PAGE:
Plants which help restore fog forest identified
Bushes and shrubs which grow faster and trees which development is slower are two types of plants which help restore the ecosystem which surrounds the Pedro Palo lagoon (Province Cundinamarca), impacted by deforestation and cattle farming.Bogotá D. C., 30 de noviembre de 2016 — Agencia de Noticias UN-
By changing leaves rapidly, the plants of the first group produce a great deal of nutrients and fruits which favor animal life, the soil, and other organisms, besides contributing to recovering natural springs.
Furthermore, trees that produce shadow prevent water evaporation (although they are prone to receive less water) and are also nesting sites for birds.
As determined by a research project of Universidad Nacional de Colombia (UNal) Department of Biology Sciences-Biology master’s candidate Juliana Ruiz Molina, and Professor Jesús Orlando Vargas.
The researchers studied 9 natural springs and characterized 30 common plants of the area. They also designed strategies to link them to specific environments for the purpose of remedying the damages present.
The studied species belong to 15 families including the Piperaceae and Solanaceae families. The most common species is Xanthosoma sp. with 75 records, followed by Hedyosmum bonplandianum with 53 and Piper hispidum with 38.
A novel approach
“The methodology is based on what we call "functional ecology." This is a different approach which hopes to understand the relationships between species characteristics depending on its environmental needs and requirements,” said Ruiz.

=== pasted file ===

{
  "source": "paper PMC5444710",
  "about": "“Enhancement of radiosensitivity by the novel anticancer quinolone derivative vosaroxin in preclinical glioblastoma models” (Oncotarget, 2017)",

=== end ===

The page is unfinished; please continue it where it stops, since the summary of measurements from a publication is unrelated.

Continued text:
The researchers analyzed the weight and area of the leaves and determined why these variables determine plant growth. After they assessed the reproductive properties and the form or architecture of the vegetation.
They also analyzed the relationship between plant life and water of their fog forest ecosystem, in other words, leaf water retention, trichome density, and angle water drops slide over the leaf. In the face of this last analysis, the researchers discovered many different properties making it impossible to establish a strategy to group the plants in an environment.
The study zone included a micro-basin of the Pedro Palo lagoon and its surroundings near the municipalities of Tena, Bojacá, and La Mesa, in the Province of Cundinamarca, between 2,070 and 2,400 meters above sea level.
It is important to remember that 31% of the inhabitants of Colombia depend on the water coming from natural parks, which include fog forests.(Por: end/